Hawke’s Bay Regional Council’s mānuka honey business makes dismal returns

A company producing Unique Mānuka Factor honey was considered a good investment by the Hawke's Bay Regional Council ten years ago.  (File photo)

Provided

A company producing Unique Mānuka Factor honey was considered a good investment by the Hawke’s Bay Regional Council ten years ago. (File photo)

Projected returns from a city council’s investment in a manuka honey business have proven to be extremely optimistic.

Hawke’s Bay taxpayers’ $ 632,000 put into a mānuka trial over the past decade – which is expected to earn at least 7% pre-tax per year – ended up costing them two-thirds of their investment.

The net return over the past 10 years has been less than $ 200,000, or what the Hawke’s Bay Area Council calls “very low returns – well below original estimates.”

The council’s High Ultra Manuka Factor (UMF) Manuka Honey) trial was a joint venture with Comvita and saw 136 hectares of council-owned Tūtira National Park, 45 kilometers north of Napier, planted with mānuka between 2011 and 2013 .

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Unique High Manuka Factor (UMF) honey has strong antiseptic and healing properties.  (File photo)

Provided

Unique High Manuka Factor (UMF) honey has strong antiseptic and healing properties. (File photo)

The objective was to demonstrate “the potential of mānuka honey as an economically viable soil conservation crop and to facilitate the return of slopes to native forest”.

Mānuka was seen as a “land-use change tool” that “offers very good financial returns in a steep mountainous country context”.

The plantation was to have a productive lifespan of 25 years, after which it would be largely successful through regeneration of native canopy species and then mature native forest. The council was responsible for the management of the plantation and the land, and Comvita for the management of the beehives and the harvest, extraction and processing of honey.

The council provided the costs under a request from the Local Government Official Information Act, but did not publish annual harvest reports “because our business partner believes releasing the reports would harm them commercially. “.

The honey was harvested during four late spring and summer honey seasons in 2017-2018, 2018-2019, 2019-2020 and 2020-2021.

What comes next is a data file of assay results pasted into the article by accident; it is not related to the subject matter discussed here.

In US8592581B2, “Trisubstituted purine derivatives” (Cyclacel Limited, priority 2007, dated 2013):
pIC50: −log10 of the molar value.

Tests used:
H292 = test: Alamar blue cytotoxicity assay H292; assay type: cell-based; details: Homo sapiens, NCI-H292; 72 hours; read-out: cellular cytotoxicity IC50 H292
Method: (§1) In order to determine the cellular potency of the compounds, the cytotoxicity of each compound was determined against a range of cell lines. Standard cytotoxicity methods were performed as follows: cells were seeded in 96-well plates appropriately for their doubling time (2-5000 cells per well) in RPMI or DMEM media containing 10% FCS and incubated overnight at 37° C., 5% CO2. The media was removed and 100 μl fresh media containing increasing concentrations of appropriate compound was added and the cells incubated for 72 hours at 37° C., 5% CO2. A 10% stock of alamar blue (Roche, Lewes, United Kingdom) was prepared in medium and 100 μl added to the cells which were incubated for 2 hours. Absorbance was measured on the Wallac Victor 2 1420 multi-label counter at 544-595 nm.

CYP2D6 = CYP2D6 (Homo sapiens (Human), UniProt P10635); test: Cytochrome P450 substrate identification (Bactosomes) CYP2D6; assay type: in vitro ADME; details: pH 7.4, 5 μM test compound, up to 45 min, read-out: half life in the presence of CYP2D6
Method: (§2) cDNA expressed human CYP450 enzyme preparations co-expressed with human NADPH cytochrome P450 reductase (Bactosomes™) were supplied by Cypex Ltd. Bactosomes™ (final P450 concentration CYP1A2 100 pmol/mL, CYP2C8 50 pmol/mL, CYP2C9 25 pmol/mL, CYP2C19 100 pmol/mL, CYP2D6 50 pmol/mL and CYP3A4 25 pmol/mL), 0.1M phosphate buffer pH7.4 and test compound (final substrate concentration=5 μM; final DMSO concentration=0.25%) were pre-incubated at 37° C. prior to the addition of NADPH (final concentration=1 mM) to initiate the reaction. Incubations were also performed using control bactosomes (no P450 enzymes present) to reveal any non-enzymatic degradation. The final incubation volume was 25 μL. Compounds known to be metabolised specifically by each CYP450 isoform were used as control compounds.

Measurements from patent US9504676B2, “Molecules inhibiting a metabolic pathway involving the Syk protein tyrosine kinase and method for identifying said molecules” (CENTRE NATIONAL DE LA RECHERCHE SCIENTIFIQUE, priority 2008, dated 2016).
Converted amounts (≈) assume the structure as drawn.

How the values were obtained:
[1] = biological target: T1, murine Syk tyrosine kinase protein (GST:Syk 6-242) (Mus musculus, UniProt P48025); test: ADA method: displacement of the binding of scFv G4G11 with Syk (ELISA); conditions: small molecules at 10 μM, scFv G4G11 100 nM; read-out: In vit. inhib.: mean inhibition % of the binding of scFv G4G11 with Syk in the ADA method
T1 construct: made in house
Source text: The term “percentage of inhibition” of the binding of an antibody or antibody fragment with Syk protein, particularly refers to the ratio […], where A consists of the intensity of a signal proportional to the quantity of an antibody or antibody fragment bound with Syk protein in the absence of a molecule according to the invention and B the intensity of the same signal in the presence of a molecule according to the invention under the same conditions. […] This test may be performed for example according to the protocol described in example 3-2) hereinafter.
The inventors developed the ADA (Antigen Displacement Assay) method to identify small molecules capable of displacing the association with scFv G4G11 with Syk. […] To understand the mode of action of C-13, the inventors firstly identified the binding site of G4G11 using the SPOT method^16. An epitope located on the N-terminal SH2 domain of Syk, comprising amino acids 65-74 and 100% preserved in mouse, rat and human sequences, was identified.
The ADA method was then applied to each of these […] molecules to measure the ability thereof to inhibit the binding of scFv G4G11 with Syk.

Measurement of mānuka on a slope above Lake Tūtira in 2016.

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Measurement of mānuka on a slope above Lake Tūtira in 2016.

When the project was announced in 2011, council staff said the harvest would provide “a significantly higher yield than the advice it currently receives through a pasture lease,” and “the modeled yields suggest that ‘there should be a major failure in honey yields before investment. would be at risk of not meeting the advice a rate of return on investment (return on investment) of 7 percent ”.

The council said that “the initial income forecast for the plantation was made based on the best information available at the time, but the plantation being one of the first in the country, there really was no reference to it. from which to work “.

“We cannot share details of initial forecast or actual revenue due to confidentiality clauses in our contract, but actual data has been lower than forecast for each of the four harvest years to date,” management said. of the council’s forest management. advisor, Ben Douglas.

Douglas said that many factors affected the volume and quality of the honey produced.

Mānuka planted on a slope of Lake Tūtira shortly after it was planted about ten years ago.

PROVIDED

Mānuka planted on a slope of Lake Tūtira shortly after it was planted about ten years ago.

“Weather is the main thing, bad weather conditions affect both the production of nectar and the ability of bees to collect it and convert it into honey. Since mānuka honey only lasts about a month, prolonged bad weather conditions can have a big negative impact on yields.

“The 2020-2021 season was particularly affected by poor weather conditions during the crucial period leading up to flowering and the flowering itself, making it the year with the lowest yield to date,” said he declared.

The main challenge was the dilution of manuka honey with honey from other floral sources, especially clover.

“We have tried to minimize clover flowering by grazing just before and during the critical period, but with minimal success,” said Douglas.

He said the council would continue to work with Comvita “to better understand the variables affecting mānuka honey production in Tūtira and better understand the potential of mānuka agriculture as a land use option”.

THING

Comvita is a mānuka honey company founded in 1974 and listed on the NZX.

Douglas said the plantation was established when the manuka honey industry was taking off. Previously, mānuka honey was harvested exclusively from wild trees, and “this was one of the first attempts in the country to establish an economic unit of planted cultivars selected for the production of Mānuka Single Factor Honey (UMF). raised on an agricultural site “.

On the plus side, the trees had stabilized erosion-prone soils, reduced sediment lost to streams, sequestered carbon, and served as a food crop for other native species to regenerate, all while providing income. continuous through the sale of honey, carbon credits, and continued grazing (until shade from canopy closure stops grass growth).

Elna M. Lemons